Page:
The island of Manhattan has endured its fair share of monstrous destruction through the years. Starting with a certain giant ape who made a big hit on the streets of New York in 1933, the city has weathered attacks from all manner of celluloid beasties. Cannibalistic Humanoid Underground Dwellers, wolf people, gremlins and giant marshmallow men are just a few examples of the Big Apple’s destructive visitors.
Two decades after young Ray Harryhausen watched the mighty KING KONG fall hard for Fay Wray, the animator was awarded the job of bringing another animated creature to midtown. THE BEAST FROM 20,000 FATHOMS was Harryhausen’s first solo effort in the profession that he would dominate for nearly three more decades.
After a hydrogen bomb is detonated in the arctic, a prehistoric Rhedosaurus is released from hibernation. Professor Tom Nesbitt (Paul Christian) is the only one who sees the dinosaur, but no one will believe his story.
Pretty soon afterward, mysterious destruction and capsized ships are reported along the eastern seaboard. Nesbitt is convinced it is the work of his defrosted Beast, and seeks the support of noted paleontologist Professor Thurgood Elson (Cecil Kellaway). The old doc is skeptical at first, but as the incidents mount his resistance wanes.
Nesbitt talks his Navy colonel pal Jack Evans (Kenneth Tobey) into letting Professor Elson take a ride in a diving bell, with the hope they might catch a glimpse of the creature. After a bit of marine animal stock footage, the Rhedosaurus shows up and quickly turns Elson into a boxed lunch.
The mourning period for the professor is short, however, as the Beast surfaces at the city docks and starts stomping through town, eating cops and crushing cars. To make things worse, it is determined that the monster’s blood contains a deadly virus, and the army troops are dropping like flies.
Finally, after some considerable destruction, Nesbitt suggests killing the Beast with a radioactive isotope. Sharpshooter Lee Van Cleef is brought in to fire the lethal dose into the creature’s throat, leading to an exciting final act set within a burning Coney Island rollercoaster.
Released in 1953, THE BEAST was the first of many atomic bomb monster films of the ’50s, and easily one of the best. Director Eugène Lourié wisely reveals the monster very early on, and then peppers his appearances throughout the first half of the film.
Once the Beast hits Manhattan, it’s practically non-stop stop-motion action. The scenes are visually stunning at times, such as the Beast in the snowy glacier, the sinking of a cargo ship, the attack on a lighthouse (directly from the Ray Bradbury story that inspired it), the rampage through Times Square and the beautiful fiery climax.
Nearly thirty years later, director Larry Cohen brought his unique brand of quirky horror to the giant lizard-on-the-loose game: when pretty midtown rooftop sunbathers start getting torn to shreds, detectives David Carradine and Richard Roundtree are baffled.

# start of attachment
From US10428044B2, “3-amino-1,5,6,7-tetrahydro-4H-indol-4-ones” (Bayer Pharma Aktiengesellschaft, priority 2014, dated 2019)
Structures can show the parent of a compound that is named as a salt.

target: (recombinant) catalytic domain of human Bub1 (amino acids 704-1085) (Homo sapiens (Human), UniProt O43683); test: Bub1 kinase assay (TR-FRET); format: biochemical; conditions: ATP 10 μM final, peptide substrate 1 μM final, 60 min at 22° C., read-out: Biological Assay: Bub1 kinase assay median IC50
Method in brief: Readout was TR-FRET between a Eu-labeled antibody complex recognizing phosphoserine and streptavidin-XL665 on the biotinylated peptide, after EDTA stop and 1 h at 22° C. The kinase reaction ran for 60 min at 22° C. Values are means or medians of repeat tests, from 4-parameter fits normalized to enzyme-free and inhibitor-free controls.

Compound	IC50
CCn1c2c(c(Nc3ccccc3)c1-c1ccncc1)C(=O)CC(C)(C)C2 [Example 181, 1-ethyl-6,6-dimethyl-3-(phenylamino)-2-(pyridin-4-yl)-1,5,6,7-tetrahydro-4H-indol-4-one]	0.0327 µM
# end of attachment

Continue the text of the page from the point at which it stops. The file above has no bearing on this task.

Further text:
Meanwhile, small time crook Michael Moriarty botches a diamond heist and flees to hide in the spire of the Chrysler Building… where he discovers a giant winged serpent nesting in the attic.
Moriarty first tricks his unsavory heist-mates into walking into the jaws of the creature, then starts thinking big. He plans to extort a huge payout from the city of New York in exchange for the location of the deadly reptile. However, there is also a crazed secret Aztec cult leader who must sacrifice humans to his lizard-God, so that throws a monkey wrench into the works.
Only in New York City could a giant flying reptile swoop overhead in broad daylight, gobble up window cleaners and hide in iconic structures… and not be noticed.
Everything goes wrong for Moriarty, and Carradine discovers Quetzalcoatl’s hiding space in the tower. The dragon is taken down with a hail of firepower, and Carradine even saves Moriarty from a sacrificial death by the crazy cult leader.
All is back to normal in New York… almost. The final shot suggests that the serpent was more fertile than the heroes suspected.
Q is an odd 1982 throwback to the big beasts of the 1950s, with the focus on character rather than critter. Moriarty gives his standard twitchy, off-kilter performance, and Carradine does an acceptable “world weary cop” routine. But the star of the show is Quetzalcoatl herself — a flapping, screeching shaved bird-looking thing.
The design itself may not be quite as spectacular as Harryhausen’s, but animators Randy Cook and Dave Allen definitely bestow life into her. Like the Beast, we feel empathy toward the creature as she faces her demise.
Eugène Lourié must have felt sorry for his Beast; he went on to direct two similar films that featured prehistoric beasts destroying a major city. He decimated London twice — in THE GIANT BEHEMOTH and GORGO. But in the case of the latter, he allowed Mama Gorgo and her child to survive in the end.
Luckily, they steered clear of New York City…